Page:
Hardcover, 56 pages
Expected publication: September 9th 2014 by Random House Books for Young Readers
Format read: Finished copy via publisher
Old fans and new readers will fall in love all over again with Horton, Marco, a ingenious police officer and a devious Grinch, as they explore the hows and whys of the world, with only the charm and honesty that a Dr. Seuss tale can provide.
Synopsis via publisher:
A new Dr. Seuss book! This follow-up to The Bippolo Seed and Other Lost Stories features familiar Seussian faces and places—including Horton the Elephant, Marco, Mulberry Street, and a Grinch—as well as an introduction by renowned Seuss scholar Charles D. Cohen. Seuss fans will learn more about Horton’s integrity, Marco’s amazing imagination, a narrowly avoided disaster on Mullbery Street, and a devious Grinch. With a color palette enhanced beyond that of the magazines in which the stories originally appeared, this new volume of “lost” tales is a perfect gift for young readers and a must-have for Seuss collectors of all ages!
Horton and the Kwuggerbug and More Lost Stories, reintroduces us to familiar characters from Dr. Seuss's previous works, in new settings and situations, but with Seuss's trademark heart and charm.
"Horton and the Kwuggerbug" shows us what happens when Seuss's most faithful elephant agrees to go along with a crafty insect's quest, with very mixed results.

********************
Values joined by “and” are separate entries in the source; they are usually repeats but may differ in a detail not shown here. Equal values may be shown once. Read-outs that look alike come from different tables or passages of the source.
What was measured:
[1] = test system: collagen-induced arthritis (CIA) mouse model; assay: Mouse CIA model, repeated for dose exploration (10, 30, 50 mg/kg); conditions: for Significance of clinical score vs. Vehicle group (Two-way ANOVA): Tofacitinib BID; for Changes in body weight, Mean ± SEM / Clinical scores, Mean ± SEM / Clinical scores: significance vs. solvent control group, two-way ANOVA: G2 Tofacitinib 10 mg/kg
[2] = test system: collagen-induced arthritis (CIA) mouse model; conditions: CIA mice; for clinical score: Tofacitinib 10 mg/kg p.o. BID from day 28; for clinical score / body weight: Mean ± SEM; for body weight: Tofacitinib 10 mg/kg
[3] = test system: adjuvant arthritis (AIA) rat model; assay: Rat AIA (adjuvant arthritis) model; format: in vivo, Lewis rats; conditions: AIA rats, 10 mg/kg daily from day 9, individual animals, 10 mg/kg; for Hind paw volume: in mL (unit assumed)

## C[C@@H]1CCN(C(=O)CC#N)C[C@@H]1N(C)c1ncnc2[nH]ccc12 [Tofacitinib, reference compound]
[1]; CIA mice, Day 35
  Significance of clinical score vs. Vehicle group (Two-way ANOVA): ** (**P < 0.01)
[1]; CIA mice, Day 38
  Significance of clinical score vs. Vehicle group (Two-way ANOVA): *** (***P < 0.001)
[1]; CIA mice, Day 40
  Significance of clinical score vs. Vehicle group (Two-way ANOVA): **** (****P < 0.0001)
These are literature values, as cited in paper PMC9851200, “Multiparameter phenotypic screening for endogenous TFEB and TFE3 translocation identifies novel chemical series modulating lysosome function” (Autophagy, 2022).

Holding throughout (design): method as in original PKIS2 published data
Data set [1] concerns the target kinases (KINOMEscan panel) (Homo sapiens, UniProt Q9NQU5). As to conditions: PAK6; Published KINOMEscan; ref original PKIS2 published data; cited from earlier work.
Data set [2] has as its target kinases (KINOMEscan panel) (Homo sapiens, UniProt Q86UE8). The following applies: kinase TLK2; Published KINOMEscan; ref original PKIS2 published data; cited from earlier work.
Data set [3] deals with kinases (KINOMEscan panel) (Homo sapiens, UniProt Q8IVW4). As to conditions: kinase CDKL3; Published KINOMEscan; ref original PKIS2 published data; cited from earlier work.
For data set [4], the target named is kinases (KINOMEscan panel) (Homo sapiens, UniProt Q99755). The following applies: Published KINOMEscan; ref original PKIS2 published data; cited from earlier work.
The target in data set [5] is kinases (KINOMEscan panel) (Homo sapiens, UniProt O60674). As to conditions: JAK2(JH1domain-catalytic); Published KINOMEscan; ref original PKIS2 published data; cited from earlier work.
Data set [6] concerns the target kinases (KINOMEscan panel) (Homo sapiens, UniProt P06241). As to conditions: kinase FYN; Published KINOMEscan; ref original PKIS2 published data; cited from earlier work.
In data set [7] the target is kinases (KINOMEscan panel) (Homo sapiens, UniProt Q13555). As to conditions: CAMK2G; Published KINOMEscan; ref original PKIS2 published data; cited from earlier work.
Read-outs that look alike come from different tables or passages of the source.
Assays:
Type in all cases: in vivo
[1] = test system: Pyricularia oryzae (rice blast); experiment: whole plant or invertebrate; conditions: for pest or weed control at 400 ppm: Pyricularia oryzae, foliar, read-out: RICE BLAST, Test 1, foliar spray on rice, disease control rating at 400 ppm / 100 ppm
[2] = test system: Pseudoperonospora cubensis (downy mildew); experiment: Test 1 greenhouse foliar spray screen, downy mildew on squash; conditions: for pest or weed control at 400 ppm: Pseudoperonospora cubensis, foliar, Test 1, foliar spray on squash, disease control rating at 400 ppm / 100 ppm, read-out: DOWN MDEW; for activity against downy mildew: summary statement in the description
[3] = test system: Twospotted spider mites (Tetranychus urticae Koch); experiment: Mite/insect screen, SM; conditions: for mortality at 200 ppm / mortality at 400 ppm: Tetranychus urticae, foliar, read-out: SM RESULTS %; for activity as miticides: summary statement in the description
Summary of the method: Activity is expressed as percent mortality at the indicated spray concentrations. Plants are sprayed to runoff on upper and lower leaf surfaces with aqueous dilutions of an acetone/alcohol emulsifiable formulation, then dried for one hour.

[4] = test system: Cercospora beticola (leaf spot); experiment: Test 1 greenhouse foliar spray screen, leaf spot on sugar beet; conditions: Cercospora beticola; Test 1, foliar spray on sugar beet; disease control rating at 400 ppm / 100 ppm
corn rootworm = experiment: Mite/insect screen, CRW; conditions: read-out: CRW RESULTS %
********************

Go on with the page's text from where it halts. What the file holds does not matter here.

"Marco Comes Late" brings us back to Mulberry Street, as the impish Marco from "And To I Think I Saw it on Mulberry Street", explains quite sheepishly, why he's late for school.
"How Officer Pat Saved the Whole Town" is another story that takes place on Mulberry Street, as a vigilant police officer prevents a gnat from causing catastrophe from hitting the street and beyond.
And finally, in "The Hoobub and the Grinch", one of Seuss's infamous Grinch's, convinces an innocent Hoobub to take part in a poor trade.
Even though these four familiar characters are undertaking new adventures, this quartet of stories all share a common theme: the idea that one individual can make a difference, for better or worse, in another's life.
Seuss's tacit emphasis that one person has the power to create ripple effects wherever they go, along with some surprisingly adult themes on ethics, is a powerful and thought-provoking message that will undoubtedly inspire positive dialogue between educators, parents and young readers alike.
Outside of Seuss's trademark tetrameter, the illustrations in the book are beautiful, nostalgic-inspiring, and will undoubtedly pull readers into the whimsy of the Seussian world.
Bottom line: Readers of all ages will love this new addition into the Dr. Seuss legacy, and will appreciate the book for its smart themes, and reminder of what the charm and heart of a Seussian world. I predict that this book will become a staple of many bedtime story rotations, and I look forward to sharing this with my own family in the years to come.
About the author
Hundreds of millions of copies have found their way into homes and hearts around the world. Dr. Seuss’s long list of awards includes Caldecott Honors for McElligot’s Pool, If I Ran the Zoo, and Bartholomew and the Oobleck; the Pulitzer Prize; and eight honorary doctorates. Works based on his original stories have won three Oscars, three Emmys, three Grammys, and a Peabody.